Great egrets are stunning white birds, slightly smaller than great blue herons. Egrets are always a treat to see in wetlands. According to the Zumbro Valley Audubon Society, a patch of skin on the egret's face turns neon green, and long plumes grow from its back during breeding season. Great egrets were nearly hunted to extinction for these plumes in the late nineteenth century. Egrets belong to the same family of birds as herons, so why are they called egrets? It turns out that the word "egret" is derived from the French word “aigrette” which means “plume feathers.” While there are dozens of species of herons, only six species of egrets have these decorative plumes. Learn more and hear their calls — while the birds are beautiful, their vocalizations are not!
Don't miss “Seeing Birds” running through Oct. 2 at the Bell Museum in St. Paul. This exhibition integrates art, science, and nature to ignite curiosity and wonder about the beauty and biology of birds, engaging visitors in an exploration of birds, their environments, and their evolution.
Carpenter Nature Center will host Trails and Ales on Thursday, June 2. Enjoy the beauty of the St. Croix River Valley with an after-hours hike at Carpenter Nature Center in Hastings. After the hike, the group will meet at nearby Spiral Brewery in Hastings for a guided tour of the beers on tap in the taproom and free beer!
Birds, Bogs, Bees and Bantams will be held Saturday, June 4 at a private 20-acre homestead located just north of Scandia that offers a variety of habitat such as hardwoods, prairie, wetlands, open water and bogs. Also enjoy a demonstration of beekeeping and bantam chicken operations.
Attend a casual Monthly Bird Walk on Saturday, June 4 at Quarry Hill Nature Center in Rochester 9–10:30 am. Meet by the Nature Center entrance.
Relax as you tune into the symphony of songbirds around you then create a visual art story of what you hear during Songbird Symphony on Sunday, June 5 at Eastman Nature Center in Dayton. Dress comfortably and bring a lawn chair. Hot beverages and all materials will be provided. Reservations required by two days prior.
Search for the birds of the varied habitats of the Weaver Dunes area near Kellogg during the Weaver Dunes Field Trip on Saturday, June 11. Plan for walking off-trail on uneven ground. Long pants, sturdy shoes and protection from the sun are recommended. Meet at the NW corner of the former Shopko North parking lot to carpool. Bring water and lunch. Free and open to the public — no registration required.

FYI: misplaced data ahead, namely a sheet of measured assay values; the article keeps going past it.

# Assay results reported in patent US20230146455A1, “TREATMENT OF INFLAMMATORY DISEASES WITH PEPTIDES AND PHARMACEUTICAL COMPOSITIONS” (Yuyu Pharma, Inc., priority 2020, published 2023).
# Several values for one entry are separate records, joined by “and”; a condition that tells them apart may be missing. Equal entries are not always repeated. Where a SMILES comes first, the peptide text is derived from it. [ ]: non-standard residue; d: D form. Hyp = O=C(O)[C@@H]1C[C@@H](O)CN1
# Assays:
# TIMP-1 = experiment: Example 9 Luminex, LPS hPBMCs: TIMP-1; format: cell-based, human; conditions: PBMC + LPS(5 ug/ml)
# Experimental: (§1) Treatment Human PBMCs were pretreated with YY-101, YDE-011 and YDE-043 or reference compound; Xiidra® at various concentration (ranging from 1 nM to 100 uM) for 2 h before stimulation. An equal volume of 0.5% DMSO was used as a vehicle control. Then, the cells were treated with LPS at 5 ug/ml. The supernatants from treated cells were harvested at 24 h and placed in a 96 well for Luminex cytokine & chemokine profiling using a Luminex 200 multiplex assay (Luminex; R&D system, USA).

A Family Bird Hike will be offered at Richardson Nature Center in Bloomington on Saturday, June 11. Learn the basics of birding, using binoculars and identifying birds. Hike with a naturalist in search of birds in various habitats, observe and try to identify them. Reservations required by 24 hours prior.
Attend a citizen science birdwatching event, The Big Sit Bird Survey, at nine of the parks in the Three Rivers Park District on Saturday, June 11. During the Big Sit, birders will count all bird species seen from within a 25-foot circle. Drop in anytime to socialize and help add to the numbers. Previous birding experience is not required and equipment will be available.
Carpenter Nature Center will host Trails, Tails and Ales on Saturday, June 18. Celebrate spring with your four-legged friend! Dogs are welcome on all trails at CNC and the taproom at nearby Spiral Brewery. All dogs must be leashed for both the hike and the tasting.
See wild songbirds safely trapped, studied and banded with numbered rings and find out what scientists learn from these banded birds during a Bird Banding event at Lowry Nature Center in Victoria on Saturday, June 18. This program is entirely outdoors. Drop in anytime.
Enjoy Free Family Fun Day: Birds & Binoculars at Eastman Nature Center in Dayton on Sunday, June 19. Drop in anytime and learn how to use binoculars to identify birds, then enjoy a self-guided hike to look for birds. Staff will also introduce you to free birding resources such as the Merlin Bird ID app for smartphones.
On Saturday, June 25, participate in a Prairie Trail Birding Walk at Frontenac State Park in the town of Frontenac. Walk the Prairie Trail and along the forested edge of Pleasant Valley Lakelet and search for prairie and forest birds including meadowlarks, Dicksissels, bluebirds, various sparrows, other grassland birds, and raptors.